3 3 Observe that the proof of Lemma 2.2 does not use the product formula. Hence, we can use it to give a pretty measure-theoretic proof of the product formula as follows. Let µ be the unique Haar measure on A K compatible with counting measure on the discrete subgroup K and with volume-1 measure on the compact quotient A K /K. For any a K, multiplication by a on A K carries K to itself isomorphically and induces an automorphism of A K /K, so by Fubini s theorem we conclude that the scaling effect of a on µ is the product of its scaling effects on counting measure for K and the volume-1 measure for A K /K. These latter two measures are obviously invariant under arbitrary topological group automorphisms, and hence the scaling effect of a on µ must be 1. Thus, by Lemma 2.2 we recover the product formula: a K = 1! Before we turn to the proof of Theorem 1.1, it seems worthwhile to record an auxiliary consequence of the adelic Minkowski lemma that helps us to appreciate the delicate nature of the discreteness of K in A K : it is crucial for such discreteness that we included all places of K, in the sense that omitting a single factor has a dramatic consequence: Theorem 2.3. If v 0 is a place of K and A v0 K is the factor ring of A K obtained by deleting the factor K v0 then the diagonal embedding of K into A v0 K has dense image. This result is called the strong approximation theorem for the adele ring because it is much stronger than the usual weak approximation theorem: it says that not only can we find an element x K that is as close as we please to choices of elements x v K v for any large finite set S of places v v 0, but we can simultaneously ensure that x is v-integral at all remaining non-archimedean places v v 0. Since we have no use for strong approximation here (though it is a prototype for very important approximation results for adelic groups later in life), we refer the reader to 15 in Chapter 2 of Cassels Frohlich for details on its proof. 3. Proof of Theorem 1.1 We are now in position to prove the compactness of (A K )1 /K for any global field K. ingredient is: The crucial Lemma 3.1. The kernel (A K )1 of the idelic norm inherits the same topology regardless of whether we view it in A K (where it is a closed subgroup) or in A K, and it is closed in A K. This is an interesting property since A K with its topological group structure certainly does not have the subspace topology from A K (with respect to which inversion is not continuous). Proof. Let us first check closedness of the subset (A K )1 in the topological space A K. We choose x = (x v ) A K not in (A K )1, and we seek a neighborhood N of x in A K disjoint from (A K )1. Let S be a finite set of places containing all archimedean places and such that x v O v for all v S. First assume x v0 = 0 for some v 0. Consider N = N v where N v = O v for all v S {v 0 }, N v is a compact neighborhood of x v in K v for v S with v v 0, and N v0 is a very small neighborhood of the origin in K v0. Clearly any idele in N has idelic norm bounded above by the product of local norms along factors in S and along v 0, so by taking N v0 to be very small we can ensure that any idele in N has idelic norm very near 0 and in particular not equal to 1. Now assume x v K v for all v. Since x v v 1 for all but finitely many v, the infinite product v x v v has partial products that eventually form a monotonically decreasing sequence, and hence this product makes sense as a non-negative real number. If it is less than 1 then we take S to be a finite set of places containing all archimedean places and such that x v O v for all v S and v S x v v < 1. We now may argue as in the preceding paragraph, except we take N v = O v for all v S and we choose N v to be a very small neighborhood of x v for v S. If instead v x v v = P > 1 then convergence of this infinite product provides a large finite set of places S (containing all archimedean places) such that x v O v for all v S, 1/2P > 1/q v for all v S (so ξ v v < 1 forces ξ v v < 1/2P ), and v S x v v (1, 2P ). Hence, by choosing N v = O v for v S and choosing N v very small around x v for all v S we may ensure that if ξ is an idele in N and ξ v v < 1 for some v S then ξ K = ξ v v ξ v v < 2P/2P = 1, v S v S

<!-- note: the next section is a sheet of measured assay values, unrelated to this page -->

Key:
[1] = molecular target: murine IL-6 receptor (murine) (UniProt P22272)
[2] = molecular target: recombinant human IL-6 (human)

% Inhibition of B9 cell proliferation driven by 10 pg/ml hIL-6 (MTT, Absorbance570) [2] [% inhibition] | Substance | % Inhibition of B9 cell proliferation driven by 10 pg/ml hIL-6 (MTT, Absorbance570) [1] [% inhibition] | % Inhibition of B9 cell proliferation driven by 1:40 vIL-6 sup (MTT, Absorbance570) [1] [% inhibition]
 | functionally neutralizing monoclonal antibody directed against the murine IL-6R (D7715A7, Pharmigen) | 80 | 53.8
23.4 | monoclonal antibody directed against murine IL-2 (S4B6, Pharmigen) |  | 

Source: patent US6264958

4 4 whereas if ξ v v 1 for all v S then ξ K > 1. In particular, every idele in N has idelic norm not equal to 1. This completes the proof that (A K )1 is a closed subset of A K. Now we turn to the proof that the inclusion of (A K )1 A K is a homeomorphism onto its (closed) image. This map is certainly continuous since the definition of the topology on A K is as a subset of A K A K and the projection onto the first factor is a continuous map. Hence, our problem is to prove that every neighborhood N (A K )1 around a point x contains the intersection of (A K )1 with a neighborhood of x in A K. Multiplication by 1/x is an automorphism of A K that carries (A K )1 homeomorphically onto itself with respect to the subspace topology from the topological group A K, so without loss of generality we can assume x = 1. Due to the description of a neighborhood-basis of the identity in A K, we can shrink N so that it has the form N = ( v N v) (A K )1 with N v equal to a small disc centered at 1 in K v for all v in a large finite set of places S that contains all archimedean places, and with N v = O v for all v S. By shrinking the N v s we can ensure that v S ξ v v < 2 for all ξ v N v A K, yet for ξ v N v clearly ξ K = v S ξ v v because N v = O v for all v S. Thus, if we let W be the neighborhood v S N v v S O v of 1 in A K then any ξ W (A K )1 satisfies 1 = ξ K = ξ v v ξ v v < 2 ξ v v. v S v S v S Since ξ v v 1 for all v S, we get 1 < 2 ξ v0 v0 for all v 0 S, so 1 ξ v0 > 1/2 1/q v0 and hence ξ v0 O v 0 = N v0 for all v 0 S. In other words, W (A K )1 ( v N v ) (A K )1 = N, as desired. With Lemma 3.1 proved, Theorem 1.1 may now be proved. We are aiming to prove that the quotient (A K )1 /K is compact, and the topology on (A K )1 is initially given by that on A K. By Lemma 3.1, this topology is also induced by A K with (A K )1 closed in A K. Hence, for any compact subset W A K we have that W (A K )1 is a compact set (as it is closed in W ). It is therefore sufficient to find such a large W for which the projection map W (A K )1 (A K )1 /K is surjective. Choose a constant C > 0 as in the adelic Minkowski lemma (Theorem 2.1), and choose any idele ξ A K such that ξ K > C. Define the compact set W = {x = (x v ) A K x v v ξ v v for all v} in A K. For any θ = (θ v ) (A K )1 the idele θ 1 ξ has idelic norm ξ K > C, so by the adelic Minkowski lemma there exists nonzero a K such that a v θv 1 ξ v v for all v, and hence aθ W. Since a K (A K )1, it follows that aθ W (A K )1 is a representative of the class of θ in (A K )1 /K. This concludes the proof of Theorem Variation in K In global class field theory, a fundamental object of interest is the idele class group A K /K. We wish to explain how Theorem 1.1 helps us to prove a pleasant feature of this topological group as we vary K. Fix a finite separable extension K /K. Since K K A K A K is a (topological) isomorphism, it follows that K A K = K inside of A K. Hence, the natural continuous map of topological groups A K /K A K /K is injective. The topological isomorphism K K A K A K ensures that the natural continuous ring map A K A K is a closed embedding, and clearly A K A K = A K. Hence, by the definition of the idelic topology we conclude that the natural continuous group map A K A K is a closed embedding. It is not obvious by hand whether the induced continuous injection modulo the multiplicative groups of the global